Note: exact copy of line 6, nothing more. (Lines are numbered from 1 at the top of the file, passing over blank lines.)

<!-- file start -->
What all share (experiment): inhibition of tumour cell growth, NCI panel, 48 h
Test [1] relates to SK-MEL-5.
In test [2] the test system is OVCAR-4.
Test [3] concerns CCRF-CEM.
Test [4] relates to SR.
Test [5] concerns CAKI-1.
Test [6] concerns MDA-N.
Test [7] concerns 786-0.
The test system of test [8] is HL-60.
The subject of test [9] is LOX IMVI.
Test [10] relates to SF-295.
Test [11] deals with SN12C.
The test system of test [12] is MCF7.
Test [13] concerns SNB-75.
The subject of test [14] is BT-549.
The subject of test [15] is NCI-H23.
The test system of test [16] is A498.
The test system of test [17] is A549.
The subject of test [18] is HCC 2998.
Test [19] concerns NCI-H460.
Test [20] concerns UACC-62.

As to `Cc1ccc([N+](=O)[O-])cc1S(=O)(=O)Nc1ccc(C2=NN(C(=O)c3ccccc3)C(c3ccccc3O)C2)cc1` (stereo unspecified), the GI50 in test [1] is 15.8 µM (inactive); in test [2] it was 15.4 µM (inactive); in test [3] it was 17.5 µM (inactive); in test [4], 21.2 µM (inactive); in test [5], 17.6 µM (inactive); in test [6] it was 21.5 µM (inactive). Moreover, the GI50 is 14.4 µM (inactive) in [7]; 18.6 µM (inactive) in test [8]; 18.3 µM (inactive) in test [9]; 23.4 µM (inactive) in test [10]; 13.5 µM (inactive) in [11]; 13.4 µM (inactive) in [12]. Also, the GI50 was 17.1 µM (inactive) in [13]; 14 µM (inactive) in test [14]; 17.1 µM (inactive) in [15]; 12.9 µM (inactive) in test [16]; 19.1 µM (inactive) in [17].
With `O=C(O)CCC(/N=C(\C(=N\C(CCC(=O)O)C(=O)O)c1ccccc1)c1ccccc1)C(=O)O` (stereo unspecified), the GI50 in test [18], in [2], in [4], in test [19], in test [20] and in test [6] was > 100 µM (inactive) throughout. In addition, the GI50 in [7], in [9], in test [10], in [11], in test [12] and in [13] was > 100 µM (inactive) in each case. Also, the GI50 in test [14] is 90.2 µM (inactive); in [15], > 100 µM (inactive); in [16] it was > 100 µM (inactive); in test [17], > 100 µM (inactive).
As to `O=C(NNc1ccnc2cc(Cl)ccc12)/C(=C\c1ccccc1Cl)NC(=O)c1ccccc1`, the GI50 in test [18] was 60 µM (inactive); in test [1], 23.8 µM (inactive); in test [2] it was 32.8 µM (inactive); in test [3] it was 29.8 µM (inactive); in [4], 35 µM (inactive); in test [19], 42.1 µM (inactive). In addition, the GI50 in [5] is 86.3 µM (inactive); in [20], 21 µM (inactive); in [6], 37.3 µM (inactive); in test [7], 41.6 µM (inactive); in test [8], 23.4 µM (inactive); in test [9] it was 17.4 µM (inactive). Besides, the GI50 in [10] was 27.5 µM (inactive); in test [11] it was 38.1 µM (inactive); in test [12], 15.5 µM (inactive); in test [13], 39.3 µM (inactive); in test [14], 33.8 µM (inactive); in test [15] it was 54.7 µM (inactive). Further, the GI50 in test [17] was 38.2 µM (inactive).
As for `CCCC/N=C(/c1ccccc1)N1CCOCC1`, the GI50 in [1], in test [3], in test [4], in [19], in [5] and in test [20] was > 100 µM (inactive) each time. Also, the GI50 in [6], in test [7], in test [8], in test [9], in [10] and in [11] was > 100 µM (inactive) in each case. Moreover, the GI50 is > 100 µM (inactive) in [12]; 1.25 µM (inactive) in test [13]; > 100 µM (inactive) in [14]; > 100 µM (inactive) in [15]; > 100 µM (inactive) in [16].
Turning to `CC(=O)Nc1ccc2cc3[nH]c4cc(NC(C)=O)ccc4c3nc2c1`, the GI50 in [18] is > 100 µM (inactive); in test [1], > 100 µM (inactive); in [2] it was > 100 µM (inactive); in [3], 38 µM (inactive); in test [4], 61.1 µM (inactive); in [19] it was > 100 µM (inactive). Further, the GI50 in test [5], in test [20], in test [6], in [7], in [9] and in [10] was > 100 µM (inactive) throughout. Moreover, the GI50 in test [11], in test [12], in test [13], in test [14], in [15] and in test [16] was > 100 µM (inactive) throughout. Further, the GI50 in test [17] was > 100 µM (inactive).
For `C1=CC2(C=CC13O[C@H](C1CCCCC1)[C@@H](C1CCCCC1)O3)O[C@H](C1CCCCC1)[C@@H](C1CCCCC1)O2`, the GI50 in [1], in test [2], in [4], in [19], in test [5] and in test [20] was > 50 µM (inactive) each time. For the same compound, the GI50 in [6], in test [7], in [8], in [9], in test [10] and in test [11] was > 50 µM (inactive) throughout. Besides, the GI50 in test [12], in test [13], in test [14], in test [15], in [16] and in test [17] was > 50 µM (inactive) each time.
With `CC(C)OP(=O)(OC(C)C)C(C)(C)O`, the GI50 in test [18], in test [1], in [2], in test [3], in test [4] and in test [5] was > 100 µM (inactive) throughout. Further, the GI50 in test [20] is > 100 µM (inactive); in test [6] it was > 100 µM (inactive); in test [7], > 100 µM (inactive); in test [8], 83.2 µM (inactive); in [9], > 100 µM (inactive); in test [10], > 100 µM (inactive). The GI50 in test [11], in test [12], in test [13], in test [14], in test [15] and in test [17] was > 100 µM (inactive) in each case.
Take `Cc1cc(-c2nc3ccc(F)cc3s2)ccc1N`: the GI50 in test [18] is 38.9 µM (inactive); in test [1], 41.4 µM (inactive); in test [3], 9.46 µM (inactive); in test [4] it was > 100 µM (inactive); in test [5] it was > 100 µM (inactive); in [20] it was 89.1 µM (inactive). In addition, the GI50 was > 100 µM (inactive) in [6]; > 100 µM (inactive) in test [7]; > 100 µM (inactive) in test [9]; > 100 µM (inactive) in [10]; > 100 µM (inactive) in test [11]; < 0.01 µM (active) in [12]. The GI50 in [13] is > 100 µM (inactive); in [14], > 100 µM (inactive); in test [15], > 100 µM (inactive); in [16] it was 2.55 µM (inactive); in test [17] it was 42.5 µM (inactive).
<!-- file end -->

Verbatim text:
Test [5] concerns CAKI-1.